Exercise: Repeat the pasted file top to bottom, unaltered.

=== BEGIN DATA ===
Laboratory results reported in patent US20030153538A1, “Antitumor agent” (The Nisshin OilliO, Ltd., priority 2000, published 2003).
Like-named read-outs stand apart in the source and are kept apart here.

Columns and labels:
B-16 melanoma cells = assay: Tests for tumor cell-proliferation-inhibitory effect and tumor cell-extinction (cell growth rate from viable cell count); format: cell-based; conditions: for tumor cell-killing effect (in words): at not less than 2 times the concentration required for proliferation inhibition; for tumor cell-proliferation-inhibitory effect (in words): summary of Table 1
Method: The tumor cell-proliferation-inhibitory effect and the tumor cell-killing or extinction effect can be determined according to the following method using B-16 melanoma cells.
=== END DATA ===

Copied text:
Laboratory results reported in patent US20030153538A1, “Antitumor agent” (The Nisshin OilliO, Ltd., priority 2000, published 2003).
Like-named read-outs stand apart in the source and are kept apart here.

Columns and labels:
B-16 melanoma cells = assay: Tests for tumor cell-proliferation-inhibitory effect and tumor cell-extinction (cell growth rate from viable cell count); format: cell-based; conditions: for tumor cell-killing effect (in words): at not less than 2 times the concentration required for proliferation inhibition; for tumor cell-proliferation-inhibitory effect (in words): summary of Table 1
Method: The tumor cell-proliferation-inhibitory effect and the tumor cell-killing or extinction effect can be determined according to the following method using B-16 melanoma cells.